The freshly-minted president of MTA New York City Transit Richard Davey vowed to make safety and reliability his top priorities for the Big Apple’s subways and buses, as he spoke to riders at a Queens transit hub on his first day of work Monday, May 2.
Accompanied by a gaggle of reporters, Davey heard from straphangers about their concerns at the Jackson Heights-Roosevelt Avenue subway station complex during the morning rush and promised to work to bring New Yorkers back to transit.
“My message to New Yorkers is: You’ve got someone — and a team at MTA Transit — who are going to be focused on these issues, so come back,” Davey told reporters during a press conference Jackson Heights. “We’re going to work to make sure it’s safe, it’s reliable.”
The former Massachusetts Transportation Secretary and consultant executive with Boston Consulting Group took over the division of the state-controlled MTA in charge of the Big Apple’s vast subway and bus network, as well as Paratransit, after his appointment in March by MTA Chairperson and CEO Janno Lieber.
He is the first person to assume the permanent role since “Train Daddy” Andy Byford quit in January 2020 and the position was held on an interim basis throughout the COVID-19 pandemic by Sarah Feinberg and then Craig Cipriano.
Citing the recent mass shooting on a subway in Sunset Park, Brooklyn, some three weeks ago, Davey said that safety was at “the top of everyone’s mind,” and that he would join forces with the NYPD to keep riders safe.
“I want to see more eyes on the platforms, so not only just police presence but hopefully our own employees,” he said.
He will also focus on what MTA can more directly control, such revisiting speed restrictions on certain subway lines, filling crew shortages that have led to long wait times, and making the transit system cleaner.
“I don’t think there’s one thing that’s going to, quote, turn service around. There’s no magic wand that can be done,” he said.
“It’s going to be really getting into the details of how often are we cleaning stations, where are there signal failures, where are there speed restrictions, where do we see violations of bus enforcement in our system […] and then just tackling each one of those purposefully and moving on to the next.”
Davey said people hopping the turnstiles was a “key issue,” but that he also saw broken ticket vending machines during his morning tour.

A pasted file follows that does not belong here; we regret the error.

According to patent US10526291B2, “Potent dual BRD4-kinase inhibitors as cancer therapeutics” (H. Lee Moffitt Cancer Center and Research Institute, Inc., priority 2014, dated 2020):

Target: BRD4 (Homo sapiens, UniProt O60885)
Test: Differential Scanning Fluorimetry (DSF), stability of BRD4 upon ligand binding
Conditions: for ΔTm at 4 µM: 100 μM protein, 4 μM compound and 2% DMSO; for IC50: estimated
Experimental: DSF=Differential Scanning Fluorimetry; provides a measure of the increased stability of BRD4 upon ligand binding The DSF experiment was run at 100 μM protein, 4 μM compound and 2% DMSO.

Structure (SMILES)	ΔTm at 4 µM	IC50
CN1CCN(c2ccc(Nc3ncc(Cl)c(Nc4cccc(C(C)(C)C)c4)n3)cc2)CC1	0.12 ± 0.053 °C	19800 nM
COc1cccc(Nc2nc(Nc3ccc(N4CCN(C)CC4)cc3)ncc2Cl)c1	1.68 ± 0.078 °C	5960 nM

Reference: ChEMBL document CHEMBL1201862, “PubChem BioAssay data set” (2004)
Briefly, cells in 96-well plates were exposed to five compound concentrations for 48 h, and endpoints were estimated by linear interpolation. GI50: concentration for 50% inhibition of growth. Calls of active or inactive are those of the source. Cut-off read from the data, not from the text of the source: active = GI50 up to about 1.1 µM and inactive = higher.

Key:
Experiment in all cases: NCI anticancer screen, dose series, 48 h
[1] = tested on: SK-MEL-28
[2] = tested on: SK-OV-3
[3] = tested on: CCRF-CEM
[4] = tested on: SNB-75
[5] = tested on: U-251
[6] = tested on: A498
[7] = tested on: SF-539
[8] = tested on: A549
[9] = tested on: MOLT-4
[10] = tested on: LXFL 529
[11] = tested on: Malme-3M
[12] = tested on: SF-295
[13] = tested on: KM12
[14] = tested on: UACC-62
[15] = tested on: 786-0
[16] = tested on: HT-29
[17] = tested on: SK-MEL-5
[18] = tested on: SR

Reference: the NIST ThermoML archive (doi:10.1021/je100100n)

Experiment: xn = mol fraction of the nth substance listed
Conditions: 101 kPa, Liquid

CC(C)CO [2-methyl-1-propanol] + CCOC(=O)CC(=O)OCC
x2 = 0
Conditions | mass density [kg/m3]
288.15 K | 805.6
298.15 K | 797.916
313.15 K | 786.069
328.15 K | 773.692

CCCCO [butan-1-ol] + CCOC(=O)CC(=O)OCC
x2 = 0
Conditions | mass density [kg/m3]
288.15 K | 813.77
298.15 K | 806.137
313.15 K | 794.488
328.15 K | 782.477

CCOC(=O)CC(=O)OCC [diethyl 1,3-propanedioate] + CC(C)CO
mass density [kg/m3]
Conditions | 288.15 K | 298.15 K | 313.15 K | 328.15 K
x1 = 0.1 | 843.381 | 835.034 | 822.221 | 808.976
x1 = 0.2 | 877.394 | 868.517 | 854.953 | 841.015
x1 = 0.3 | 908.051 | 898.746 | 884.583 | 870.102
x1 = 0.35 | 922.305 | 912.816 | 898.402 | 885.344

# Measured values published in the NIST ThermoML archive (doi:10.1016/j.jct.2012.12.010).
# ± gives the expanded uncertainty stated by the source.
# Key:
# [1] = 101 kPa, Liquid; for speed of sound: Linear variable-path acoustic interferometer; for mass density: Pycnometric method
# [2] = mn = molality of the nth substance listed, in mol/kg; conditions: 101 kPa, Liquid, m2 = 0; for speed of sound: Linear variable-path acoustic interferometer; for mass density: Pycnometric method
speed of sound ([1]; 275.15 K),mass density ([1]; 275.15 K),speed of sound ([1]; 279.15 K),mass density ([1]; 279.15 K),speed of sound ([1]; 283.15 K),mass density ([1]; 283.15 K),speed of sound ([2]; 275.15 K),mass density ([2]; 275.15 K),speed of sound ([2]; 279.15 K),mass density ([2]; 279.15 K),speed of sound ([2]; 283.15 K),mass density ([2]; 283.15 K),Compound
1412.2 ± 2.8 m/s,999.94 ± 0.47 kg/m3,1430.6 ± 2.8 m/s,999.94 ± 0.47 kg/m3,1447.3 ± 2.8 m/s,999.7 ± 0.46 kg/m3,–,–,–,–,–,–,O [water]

“Fare evasion, obviously, is a key issue, but we have to make sure that people can actually pay as well and so we’ve got some homework to do ourselves,” he said.
More than 4.8 million people rode the subways and buses on Wednesday, April 27, one of the highest numbers of trips in one day since the pandemic began.
Daily ridership has plateaued at a rate of around 55-60% of pre-COVID figures on the subways and roughly 60% on buses, according to MTA’s most recent counts.
One commuter from the Queens area told Davey that crime and dirty stations were issues for him.
“There’s like posts of people that get assaulted and they’re looking for them [with posters] on the walls a lot here and robberies and stuff like that. So safety is definitely a concern at this station,” said Paulo Pinho, a doorman from East Elmhurst.
But the longtime subway rider warned against law enforcement cracking down on undocumented New Yorkers, with that working-class part of the World’s Borough having a large immigrant population.
“They are hard workers and I see them work hard, and sometimes I just see the police coming and, like, making them go away or arresting them or something like that,” said Pinho. “I know they’re not legal or not working legally, but it’s an injustice to their families and to them to arrest them and make them not be able to work.”
Davey, who started his tour around 4:45 a.m. on May 2 hopping on an E train at the Port Authority Bus Terminal in Midtown, said he would continue his first days in office being briefed by staff on issues facing the subway.